Note: This story appears in the Friday, July 13 newspaper on Page A1.
NELSONVILLE — The status of two Nelsonville City Council members who were appointed to fill vacant seats is in doubt, with questions raised as to their eligibility to serve.
Meanwhile, several on council are asking for a special meeting to be held Monday to affirm those two members’ spots.
The controversy involves the status of Dottie Fromal and Grant Guda. Both were voted in by council members to fill vacant seats — Fromal on July 9 and Guda on March 26.
There are seven total seats on council. When a seat is vacant, the remaining members get to vote on a replacement. The Nelsonville city charter requires a “majority vote” to fill a seat.
However, neither of those two actually received majority votes. Fromal and Guda each received three out of six votes, with the result in the July and March votes being being a split 3-2-1 decision. A few minutes after the 3-2-1 vote for Guda, council reaffirmed his selection again by a unanimous vote.
Despite not receiving a true majority, the two were sworn-in for receiving the most votes.
No problems arose following Guda’s appointment, but an argument arose during the July 9 meeting when Fromal’s vote took place. Councilman Greg Smith insisted a majority — at least four votes — was required for Fromal to be sworn-in.
City Attorney Garry Hunter was absent from that meeting. Hunter had offered a written opinion ahead of time that a majority was needed for a council seat selection.
But without Hunter on hand to explain voting requirements in further detail, some members including acting president Dan Sherman viewed Hunter’s legal opinion as only applying to four members being needed to select the council president.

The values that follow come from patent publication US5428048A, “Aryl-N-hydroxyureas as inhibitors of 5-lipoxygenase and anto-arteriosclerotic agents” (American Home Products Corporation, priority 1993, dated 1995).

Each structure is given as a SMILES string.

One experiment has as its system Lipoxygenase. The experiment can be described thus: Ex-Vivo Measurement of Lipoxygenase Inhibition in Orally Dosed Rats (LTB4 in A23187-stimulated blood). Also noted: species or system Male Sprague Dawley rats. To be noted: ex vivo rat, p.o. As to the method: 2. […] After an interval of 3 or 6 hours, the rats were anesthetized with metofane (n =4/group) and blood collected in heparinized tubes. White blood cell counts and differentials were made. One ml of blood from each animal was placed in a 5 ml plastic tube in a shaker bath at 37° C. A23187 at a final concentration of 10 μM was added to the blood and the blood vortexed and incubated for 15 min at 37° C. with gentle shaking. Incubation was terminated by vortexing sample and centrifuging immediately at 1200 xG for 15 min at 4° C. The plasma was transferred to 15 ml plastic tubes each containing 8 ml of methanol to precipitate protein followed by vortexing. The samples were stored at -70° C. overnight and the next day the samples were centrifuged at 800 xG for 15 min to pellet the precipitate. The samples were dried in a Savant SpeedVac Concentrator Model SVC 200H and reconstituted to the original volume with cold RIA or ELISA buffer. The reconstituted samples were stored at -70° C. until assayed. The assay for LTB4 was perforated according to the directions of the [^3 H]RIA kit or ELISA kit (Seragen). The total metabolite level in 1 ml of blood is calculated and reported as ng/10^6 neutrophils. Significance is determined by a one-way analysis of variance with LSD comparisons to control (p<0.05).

“All right, let’s move on,” The Messenger quoted Sherman as saying. “Dottie, let’s get you sworn-in.”
Though a special meeting has been requested, City Manager Charles Barga said Thursday he had not sent out a public notice of a special meeting for July 16 because “I have not been notified to do a press release.”
Fromal said the meeting should be open to the public without going behind closed doors at any time.
Fromal said Thursday that she does not believe her or Guda’s selections should be undone because they have both been sworn-in. She and Guda each signed a document confirming their council positions, which were both also signed by the council president.
Fromal also said she has requested a copy of her signed form upon swearing in, but has yet to receive it from the city.
“I’m already a member of City Council. I don’t think they can take that away,” she said.
Fromal offered that she is already performing her council member functions as an advocate for the city on issues that include providing safe recreational activities for children. She is a photographer as well as the site lead for The Hive, a free drop-in program for children located on Public Square.
Guda works as a caregiver for two agencies that provide services to people with disabilities.
The Messenger has left voicemail and email messages for Hunter, who has not returned multiple requests seeking his legal opinion on what the solution is for determining how to proceed following the council’s selection of its two newest members under controversy.
Barga, asked Wednesday what legal remedy is under consideration, told The Messenger: “Four votes were needed. Garry Hunter is working on the paperwork to make everything legal. That is all I can tell you.”
Asked if that means undoing the selections of Fromal and Guda, Barga responded “no.”
However, Fromal reached out to Sherman through an email Wednesday seeking to clarify the situation and affirm her position on council.